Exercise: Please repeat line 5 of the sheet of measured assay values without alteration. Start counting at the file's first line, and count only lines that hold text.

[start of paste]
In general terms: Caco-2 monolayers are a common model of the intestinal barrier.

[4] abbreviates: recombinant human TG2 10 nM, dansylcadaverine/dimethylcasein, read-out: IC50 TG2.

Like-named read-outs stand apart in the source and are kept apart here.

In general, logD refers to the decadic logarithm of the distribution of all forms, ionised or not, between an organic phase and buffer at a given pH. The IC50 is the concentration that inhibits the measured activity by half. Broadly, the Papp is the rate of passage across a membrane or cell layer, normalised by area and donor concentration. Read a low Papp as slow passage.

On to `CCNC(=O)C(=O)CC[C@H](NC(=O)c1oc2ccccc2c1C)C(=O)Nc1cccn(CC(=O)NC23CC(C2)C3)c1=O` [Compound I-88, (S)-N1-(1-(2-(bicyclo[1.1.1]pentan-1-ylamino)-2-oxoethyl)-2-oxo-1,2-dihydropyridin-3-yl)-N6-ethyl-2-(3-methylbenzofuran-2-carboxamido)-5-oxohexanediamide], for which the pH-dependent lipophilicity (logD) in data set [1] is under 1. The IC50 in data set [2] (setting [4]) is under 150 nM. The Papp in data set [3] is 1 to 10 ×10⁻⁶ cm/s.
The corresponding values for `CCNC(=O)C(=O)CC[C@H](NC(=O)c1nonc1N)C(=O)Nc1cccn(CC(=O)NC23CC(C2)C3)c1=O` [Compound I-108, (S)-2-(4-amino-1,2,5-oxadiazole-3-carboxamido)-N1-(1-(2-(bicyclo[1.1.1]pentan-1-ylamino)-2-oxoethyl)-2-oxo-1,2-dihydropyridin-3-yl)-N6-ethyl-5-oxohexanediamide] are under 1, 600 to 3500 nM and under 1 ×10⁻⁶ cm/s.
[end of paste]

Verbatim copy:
On to `CCNC(=O)C(=O)CC[C@H](NC(=O)c1oc2ccccc2c1C)C(=O)Nc1cccn(CC(=O)NC23CC(C2)C3)c1=O` [Compound I-88, (S)-N1-(1-(2-(bicyclo[1.1.1]pentan-1-ylamino)-2-oxoethyl)-2-oxo-1,2-dihydropyridin-3-yl)-N6-ethyl-2-(3-methylbenzofuran-2-carboxamido)-5-oxohexanediamide], for which the pH-dependent lipophilicity (logD) in data set [1] is under 1. The IC50 in data set [2] (setting [4]) is under 150 nM. The Papp in data set [3] is 1 to 10 ×10⁻⁶ cm/s.